Anyone remember the Blue Ridge Rangers? This was a band that once existed only in the imagination of John Fogerty, who hid behind that name when he put out his first solo album – a country oldies project – in 1973 shortly after Creedence Clearwater Revival broke up.
It was a one-man show, with Fogerty playing all the instruments in what seemed like a determined effort to act as if he didn’t need CCR.
Thirty-six years on, another Blue Ridge Rangers album of a similar bent, “Rides Again,” has appeared on Fortunate Son/Verve/Forecast. But this time, there are real bands backing Fogerty – in the studio, on a PBS “Live By Request” special Nov. 7, and on what looks to be a rollicking U.S. tour. The Kodak Theatre hosted the kickoff concert Thursday, and the tour continues through Nov. 29 when they close in Boston.
Besides the obvious change in means, the other big difference between now and then is that Fogerty’s own songs have long since taken their places alongside whatever country, folk or rock standards and obscurities he might choose as classics of Americana. It’s all one unified sound world to this master, with the roots dangling out there for all to hear.
Basically, the nearly two-hour set consisted of a mix of seven tunes from “Rides Again”; only one from the original Blue Ridge Rangers project (“Workin’ on A Building” done to a burning boogie beat); plenty of Creedence gold; a few welcome, ripping, non-hit CCR album cuts like “Ramble Tamble” and “The Night Time Is the Right Time;” three from the 1980s, and nothing from his ’90s and more recent albums of originals.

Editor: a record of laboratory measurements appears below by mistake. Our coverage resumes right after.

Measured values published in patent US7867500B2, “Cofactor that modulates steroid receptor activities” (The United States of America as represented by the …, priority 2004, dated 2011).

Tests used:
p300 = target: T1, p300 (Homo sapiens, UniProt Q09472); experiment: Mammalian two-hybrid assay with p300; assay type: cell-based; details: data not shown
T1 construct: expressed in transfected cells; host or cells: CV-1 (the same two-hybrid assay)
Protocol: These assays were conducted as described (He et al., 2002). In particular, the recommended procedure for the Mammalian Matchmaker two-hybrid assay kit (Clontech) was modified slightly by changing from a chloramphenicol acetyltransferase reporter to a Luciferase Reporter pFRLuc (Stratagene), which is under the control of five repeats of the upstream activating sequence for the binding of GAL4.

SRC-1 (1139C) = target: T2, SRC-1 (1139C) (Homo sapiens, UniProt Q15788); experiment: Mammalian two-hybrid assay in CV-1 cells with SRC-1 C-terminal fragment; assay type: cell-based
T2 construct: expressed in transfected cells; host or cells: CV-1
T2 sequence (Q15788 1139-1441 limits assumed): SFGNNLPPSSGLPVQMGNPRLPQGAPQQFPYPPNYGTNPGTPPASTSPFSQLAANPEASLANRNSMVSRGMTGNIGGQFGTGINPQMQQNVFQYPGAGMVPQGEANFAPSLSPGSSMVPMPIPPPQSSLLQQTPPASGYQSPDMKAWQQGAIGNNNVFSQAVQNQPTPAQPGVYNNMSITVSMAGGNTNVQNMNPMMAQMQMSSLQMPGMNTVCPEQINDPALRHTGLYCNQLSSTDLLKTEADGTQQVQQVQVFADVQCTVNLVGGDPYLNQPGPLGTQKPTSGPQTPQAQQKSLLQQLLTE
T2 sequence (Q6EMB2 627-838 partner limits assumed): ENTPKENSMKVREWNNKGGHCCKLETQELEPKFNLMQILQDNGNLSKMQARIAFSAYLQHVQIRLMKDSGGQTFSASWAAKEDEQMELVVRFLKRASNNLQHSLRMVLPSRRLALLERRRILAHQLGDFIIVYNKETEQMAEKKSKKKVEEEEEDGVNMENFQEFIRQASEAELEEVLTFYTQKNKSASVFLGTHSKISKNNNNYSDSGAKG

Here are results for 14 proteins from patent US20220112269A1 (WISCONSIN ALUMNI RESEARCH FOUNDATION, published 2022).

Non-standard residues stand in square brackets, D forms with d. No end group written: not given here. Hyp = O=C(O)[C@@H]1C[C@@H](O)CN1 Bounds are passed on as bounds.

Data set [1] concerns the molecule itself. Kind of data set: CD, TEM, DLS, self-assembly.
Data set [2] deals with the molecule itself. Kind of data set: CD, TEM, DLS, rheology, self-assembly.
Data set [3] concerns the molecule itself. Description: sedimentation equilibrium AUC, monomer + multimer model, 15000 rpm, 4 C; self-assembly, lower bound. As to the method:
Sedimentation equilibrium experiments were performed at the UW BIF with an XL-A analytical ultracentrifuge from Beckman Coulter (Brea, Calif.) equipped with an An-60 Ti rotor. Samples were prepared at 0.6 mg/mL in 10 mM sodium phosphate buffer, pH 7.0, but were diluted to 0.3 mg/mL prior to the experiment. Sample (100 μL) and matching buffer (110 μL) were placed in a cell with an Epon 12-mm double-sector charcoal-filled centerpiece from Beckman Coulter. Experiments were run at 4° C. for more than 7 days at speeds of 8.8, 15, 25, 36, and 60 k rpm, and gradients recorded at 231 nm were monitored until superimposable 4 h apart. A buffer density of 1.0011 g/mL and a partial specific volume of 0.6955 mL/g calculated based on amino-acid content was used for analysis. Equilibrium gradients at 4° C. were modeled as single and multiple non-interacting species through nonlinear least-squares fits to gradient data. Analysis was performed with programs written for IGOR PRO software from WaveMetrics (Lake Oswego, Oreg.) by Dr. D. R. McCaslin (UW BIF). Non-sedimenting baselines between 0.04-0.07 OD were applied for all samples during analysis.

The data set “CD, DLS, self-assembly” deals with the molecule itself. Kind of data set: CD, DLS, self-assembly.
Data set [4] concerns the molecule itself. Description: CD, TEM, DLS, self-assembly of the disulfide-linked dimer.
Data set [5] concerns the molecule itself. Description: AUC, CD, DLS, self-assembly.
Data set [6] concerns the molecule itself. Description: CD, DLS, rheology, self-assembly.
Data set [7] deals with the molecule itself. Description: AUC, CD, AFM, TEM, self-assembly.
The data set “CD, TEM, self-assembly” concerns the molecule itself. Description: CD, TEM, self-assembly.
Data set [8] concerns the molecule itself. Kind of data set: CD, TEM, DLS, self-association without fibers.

If anything, this 10-person Blue Ridge Rangers band leans more toward a countrified sound – complete with fiddle and pedal steel guitar – and some of the choices from Fogerty’s catalog, particularly “Big Train From Memphis,” fit the concept especially well.
But they are a versatile bunch, as comfortable with a Creedence roar as a two-beat square-dance on “Haunted House.”
At 64, Fogerty sings, plays and moves with the vigor of a rocker half his age. Now an even more tasty lead guitarist, constantly switching between more than a dozen guitars, he often traded solos with his fiddler Jason Mowery. And Fogerty’s classic rock voice is one that may never age, for he already sounded like a grizzled howler from the South when he was in his 20s – and he can still howl whenever he chooses.
With his deep repertoire, his signature sound, and a universe of American music to choose from, you wouldn’t blame Fogerty if he peddled memories ad infinitum. But he is shrewd enough not to get caught up in the past for long, for in his nearly note-for-note cover of Rick Nelson’s wry “Garden Party,” he zeroes in on that pointed reality-check of a line; “But if memories were all I sang/I’d rather drive a truck.”
So the Blue Ridge Rangers tour amounts to a pit stop, but a glorious one.